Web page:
Gavin Evans is one of the several photographers who portrayed David Bowie. When in 1995 they met in London, David was having a renewed and complete artistic renaissance. A single session that produced several incredible shots. We have reached Evans in Berlin, where he lives and where he has inaugurated his new exhibition entitled THE TRINITY (here our news: https://www.davidbowieblackstar.it/three-saints-in-berlin/).
Our EXCLUSIVE INTERVIEW!
Cave, Pop and Bowie return in Berlin through your new exhibition THE TRINITY. Three very differently talented artists. Which of them was artistically closer to your professional sensibility?
GE: These are legendary Zeitguys who’s contribution to contemporary culture can not be under estimated. Their legacies will resonate and inspire for generations to come. I admire and respect each equally; Bowie for his pioneering spirit and disregard of convention, Iggy’s for his raw vivacity and Cave for his exquisite elucidation of the human psyche. You may equally ask which sense to sacrifice when asking me to choose one of these icons over the others!
Photography crystallises a moment of the past but everything else changes, except maybe the emotional feelings of people. Are your shots of this “Trinity” an enquiry of their past careers or simply memories of Nick, James and David?
GE: The subject is immortalised and consigned to history the moment the shutter button pressed. The value of the portrait depends on the cultural importance of the subject or the photographer. In this case the subjects are of such significance that, regardless of my infamy, the images will continue to have historical or sentimental significance. Skeletons in the closet or revelations of those passed can go on to change sentiments positively or negatively. Video or film is the only medium that comes close to capturing the talent of a person. You remember the portraits, I remember the moment- I was there.
Iggy Pop had to be generous! Many and incredible shots…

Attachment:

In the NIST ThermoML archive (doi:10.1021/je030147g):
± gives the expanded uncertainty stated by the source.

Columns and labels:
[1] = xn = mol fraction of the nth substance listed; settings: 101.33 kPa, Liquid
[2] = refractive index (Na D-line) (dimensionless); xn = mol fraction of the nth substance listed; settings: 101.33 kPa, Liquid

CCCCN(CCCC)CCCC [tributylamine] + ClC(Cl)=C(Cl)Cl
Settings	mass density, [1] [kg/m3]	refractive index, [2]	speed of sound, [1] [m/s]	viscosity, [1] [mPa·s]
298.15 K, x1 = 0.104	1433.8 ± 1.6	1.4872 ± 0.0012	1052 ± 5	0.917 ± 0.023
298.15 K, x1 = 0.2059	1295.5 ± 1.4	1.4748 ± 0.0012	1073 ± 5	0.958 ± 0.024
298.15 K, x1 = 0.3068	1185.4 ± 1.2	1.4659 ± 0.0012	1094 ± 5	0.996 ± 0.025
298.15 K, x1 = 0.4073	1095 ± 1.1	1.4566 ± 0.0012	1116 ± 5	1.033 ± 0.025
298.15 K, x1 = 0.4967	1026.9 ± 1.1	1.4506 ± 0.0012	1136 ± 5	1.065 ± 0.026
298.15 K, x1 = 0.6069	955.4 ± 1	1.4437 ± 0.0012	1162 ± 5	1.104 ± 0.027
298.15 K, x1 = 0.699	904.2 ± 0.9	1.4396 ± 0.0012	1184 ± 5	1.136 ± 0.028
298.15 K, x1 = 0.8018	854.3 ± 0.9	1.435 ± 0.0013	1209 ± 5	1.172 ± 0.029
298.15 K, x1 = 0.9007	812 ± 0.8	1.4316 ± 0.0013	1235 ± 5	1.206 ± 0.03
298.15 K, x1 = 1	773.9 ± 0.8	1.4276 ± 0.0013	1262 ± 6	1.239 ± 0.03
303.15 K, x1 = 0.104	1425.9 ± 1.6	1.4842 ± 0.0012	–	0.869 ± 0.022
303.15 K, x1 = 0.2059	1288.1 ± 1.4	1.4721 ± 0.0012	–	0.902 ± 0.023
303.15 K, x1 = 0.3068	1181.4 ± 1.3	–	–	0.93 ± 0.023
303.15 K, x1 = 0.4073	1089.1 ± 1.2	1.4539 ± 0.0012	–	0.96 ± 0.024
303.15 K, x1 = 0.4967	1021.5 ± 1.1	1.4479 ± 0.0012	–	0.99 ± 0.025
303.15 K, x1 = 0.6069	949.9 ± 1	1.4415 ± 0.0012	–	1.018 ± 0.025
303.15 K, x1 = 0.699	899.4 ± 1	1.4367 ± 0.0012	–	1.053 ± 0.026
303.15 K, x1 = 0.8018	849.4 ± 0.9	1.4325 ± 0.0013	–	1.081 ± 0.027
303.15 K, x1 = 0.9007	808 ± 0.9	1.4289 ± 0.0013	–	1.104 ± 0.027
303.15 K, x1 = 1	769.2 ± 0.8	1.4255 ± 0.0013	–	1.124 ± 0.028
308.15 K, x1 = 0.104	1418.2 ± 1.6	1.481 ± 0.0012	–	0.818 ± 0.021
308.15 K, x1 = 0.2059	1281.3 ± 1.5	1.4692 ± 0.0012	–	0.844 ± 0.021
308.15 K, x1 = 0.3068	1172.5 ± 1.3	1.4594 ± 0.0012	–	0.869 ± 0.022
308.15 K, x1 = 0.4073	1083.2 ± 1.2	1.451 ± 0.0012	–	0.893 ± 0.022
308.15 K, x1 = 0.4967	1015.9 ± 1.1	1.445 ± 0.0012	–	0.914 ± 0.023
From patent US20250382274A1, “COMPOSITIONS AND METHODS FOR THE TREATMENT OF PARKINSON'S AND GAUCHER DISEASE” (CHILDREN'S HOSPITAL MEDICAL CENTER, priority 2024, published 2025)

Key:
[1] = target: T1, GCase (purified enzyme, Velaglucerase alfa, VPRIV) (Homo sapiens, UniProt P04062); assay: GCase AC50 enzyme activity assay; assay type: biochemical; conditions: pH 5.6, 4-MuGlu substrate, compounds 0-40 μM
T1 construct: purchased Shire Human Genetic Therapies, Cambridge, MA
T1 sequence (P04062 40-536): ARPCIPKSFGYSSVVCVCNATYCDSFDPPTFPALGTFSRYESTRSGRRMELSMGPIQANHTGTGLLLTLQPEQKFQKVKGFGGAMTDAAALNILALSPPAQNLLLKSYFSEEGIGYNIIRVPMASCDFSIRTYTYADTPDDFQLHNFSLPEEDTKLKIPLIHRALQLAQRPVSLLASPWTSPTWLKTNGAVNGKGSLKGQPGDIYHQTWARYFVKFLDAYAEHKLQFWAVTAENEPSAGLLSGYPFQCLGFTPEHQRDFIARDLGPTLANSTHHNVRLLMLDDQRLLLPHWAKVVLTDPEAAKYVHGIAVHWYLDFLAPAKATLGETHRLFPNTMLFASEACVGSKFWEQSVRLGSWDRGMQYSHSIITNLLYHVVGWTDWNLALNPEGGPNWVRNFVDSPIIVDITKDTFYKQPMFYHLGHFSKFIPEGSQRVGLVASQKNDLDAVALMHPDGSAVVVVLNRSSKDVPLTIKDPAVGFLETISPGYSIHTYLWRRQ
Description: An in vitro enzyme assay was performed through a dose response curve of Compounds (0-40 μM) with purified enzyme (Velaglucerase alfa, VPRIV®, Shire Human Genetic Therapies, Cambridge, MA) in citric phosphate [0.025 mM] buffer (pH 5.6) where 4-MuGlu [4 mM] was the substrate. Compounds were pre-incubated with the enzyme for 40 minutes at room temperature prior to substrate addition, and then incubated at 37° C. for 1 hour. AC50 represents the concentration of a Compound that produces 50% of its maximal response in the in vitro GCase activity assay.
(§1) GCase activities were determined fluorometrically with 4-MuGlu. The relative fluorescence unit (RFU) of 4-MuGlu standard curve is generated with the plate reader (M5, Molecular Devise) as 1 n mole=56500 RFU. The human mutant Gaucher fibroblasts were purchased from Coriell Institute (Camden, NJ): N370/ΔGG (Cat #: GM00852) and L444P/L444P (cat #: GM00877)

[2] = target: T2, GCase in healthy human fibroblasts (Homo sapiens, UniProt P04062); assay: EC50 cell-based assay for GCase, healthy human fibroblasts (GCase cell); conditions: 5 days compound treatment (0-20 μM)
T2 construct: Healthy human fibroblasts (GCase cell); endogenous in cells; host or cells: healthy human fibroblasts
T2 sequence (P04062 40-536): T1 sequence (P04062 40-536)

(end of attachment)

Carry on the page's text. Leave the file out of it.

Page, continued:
GE: Create the right conditions and Iggy is unstoppable! From the 14 rolls (168 images), 160 images were selected for my book Biopic – Iggy Pop. The conditions were near perfect and the flow was uninterrupted. Biopic – Iggy Pop demonstrated that there is no one defining image.
In contrast to most of your colleagues, you say that those who you portray are primarily a measure of yourself. In the portraits of Bowie, do you think that we can see Gavin, David or both?
GE: To proclaim that the portraitist can encapsulate the ‘spirit’ of their subject in one immaculate shot is preposterous. This prevailing notion only serves to elevate the status of the photographer to that of Medium. I can’t abide the arrogance and stupidity that these photo-charlatans profligate. We are all multi-faceted and our moods are always in flux; there is and can be no defining image. You know your favourite photographer at first glance. Their style or approach is instantly recognisable regardless of subject matter- both personalities reside within the frame.
David chose my favourite image of him lost, peering from the dark to hang in his Manhattan office and for the cover and last page of the V&A’s David Bowie Is book. For me this was the most personal, vulnerable and significant image from the session. To discover that this portrait was his favourite somehow connected us. This image is of us.